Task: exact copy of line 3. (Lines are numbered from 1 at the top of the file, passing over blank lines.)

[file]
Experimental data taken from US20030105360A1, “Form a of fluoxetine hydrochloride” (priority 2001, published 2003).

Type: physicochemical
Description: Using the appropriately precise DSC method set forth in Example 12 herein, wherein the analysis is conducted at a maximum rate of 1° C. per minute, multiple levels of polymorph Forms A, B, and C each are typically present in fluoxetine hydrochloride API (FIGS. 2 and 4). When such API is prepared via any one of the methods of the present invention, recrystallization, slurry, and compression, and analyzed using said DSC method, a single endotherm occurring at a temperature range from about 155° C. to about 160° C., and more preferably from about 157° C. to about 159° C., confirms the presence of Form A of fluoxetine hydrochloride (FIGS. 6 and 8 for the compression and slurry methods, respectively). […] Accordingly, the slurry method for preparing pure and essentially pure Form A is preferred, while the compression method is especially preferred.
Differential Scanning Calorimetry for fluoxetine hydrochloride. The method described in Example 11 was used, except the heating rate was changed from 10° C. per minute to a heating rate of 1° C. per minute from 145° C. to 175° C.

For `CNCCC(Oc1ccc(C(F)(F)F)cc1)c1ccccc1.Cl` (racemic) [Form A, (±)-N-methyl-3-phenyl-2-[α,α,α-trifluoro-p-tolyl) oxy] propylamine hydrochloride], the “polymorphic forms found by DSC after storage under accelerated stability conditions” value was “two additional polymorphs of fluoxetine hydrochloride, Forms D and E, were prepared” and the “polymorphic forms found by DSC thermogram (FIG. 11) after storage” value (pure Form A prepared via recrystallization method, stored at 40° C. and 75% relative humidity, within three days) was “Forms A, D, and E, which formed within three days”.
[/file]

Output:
Description: Using the appropriately precise DSC method set forth in Example 12 herein, wherein the analysis is conducted at a maximum rate of 1° C. per minute, multiple levels of polymorph Forms A, B, and C each are typically present in fluoxetine hydrochloride API (FIGS. 2 and 4). When such API is prepared via any one of the methods of the present invention, recrystallization, slurry, and compression, and analyzed using said DSC method, a single endotherm occurring at a temperature range from about 155° C. to about 160° C., and more preferably from about 157° C. to about 159° C., confirms the presence of Form A of fluoxetine hydrochloride (FIGS. 6 and 8 for the compression and slurry methods, respectively). […] Accordingly, the slurry method for preparing pure and essentially pure Form A is preferred, while the compression method is especially preferred.